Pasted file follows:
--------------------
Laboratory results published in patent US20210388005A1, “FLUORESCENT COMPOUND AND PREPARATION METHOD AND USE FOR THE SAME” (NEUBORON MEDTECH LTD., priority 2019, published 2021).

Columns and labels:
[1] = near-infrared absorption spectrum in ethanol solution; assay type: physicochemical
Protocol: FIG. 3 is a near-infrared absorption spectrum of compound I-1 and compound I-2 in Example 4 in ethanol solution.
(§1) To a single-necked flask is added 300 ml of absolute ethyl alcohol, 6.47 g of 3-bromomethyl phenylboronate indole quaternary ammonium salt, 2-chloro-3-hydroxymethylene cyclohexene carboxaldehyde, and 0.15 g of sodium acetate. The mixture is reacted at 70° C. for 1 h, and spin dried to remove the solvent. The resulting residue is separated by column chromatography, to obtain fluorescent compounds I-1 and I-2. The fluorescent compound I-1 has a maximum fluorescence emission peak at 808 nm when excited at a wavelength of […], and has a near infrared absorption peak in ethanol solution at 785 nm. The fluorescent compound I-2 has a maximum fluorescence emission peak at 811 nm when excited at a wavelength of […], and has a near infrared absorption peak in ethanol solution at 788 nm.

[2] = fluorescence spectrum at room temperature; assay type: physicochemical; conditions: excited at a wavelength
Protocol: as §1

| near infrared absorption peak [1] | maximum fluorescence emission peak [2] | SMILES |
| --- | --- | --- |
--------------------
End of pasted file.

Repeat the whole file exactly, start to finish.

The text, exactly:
Laboratory results published in patent US20210388005A1, “FLUORESCENT COMPOUND AND PREPARATION METHOD AND USE FOR THE SAME” (NEUBORON MEDTECH LTD., priority 2019, published 2021).

Columns and labels:
[1] = near-infrared absorption spectrum in ethanol solution; assay type: physicochemical
Protocol: FIG. 3 is a near-infrared absorption spectrum of compound I-1 and compound I-2 in Example 4 in ethanol solution.
(§1) To a single-necked flask is added 300 ml of absolute ethyl alcohol, 6.47 g of 3-bromomethyl phenylboronate indole quaternary ammonium salt, 2-chloro-3-hydroxymethylene cyclohexene carboxaldehyde, and 0.15 g of sodium acetate. The mixture is reacted at 70° C. for 1 h, and spin dried to remove the solvent. The resulting residue is separated by column chromatography, to obtain fluorescent compounds I-1 and I-2. The fluorescent compound I-1 has a maximum fluorescence emission peak at 808 nm when excited at a wavelength of […], and has a near infrared absorption peak in ethanol solution at 785 nm. The fluorescent compound I-2 has a maximum fluorescence emission peak at 811 nm when excited at a wavelength of […], and has a near infrared absorption peak in ethanol solution at 788 nm.

[2] = fluorescence spectrum at room temperature; assay type: physicochemical; conditions: excited at a wavelength
Protocol: as §1

| near infrared absorption peak [1] | maximum fluorescence emission peak [2] | SMILES |
| --- | --- | --- |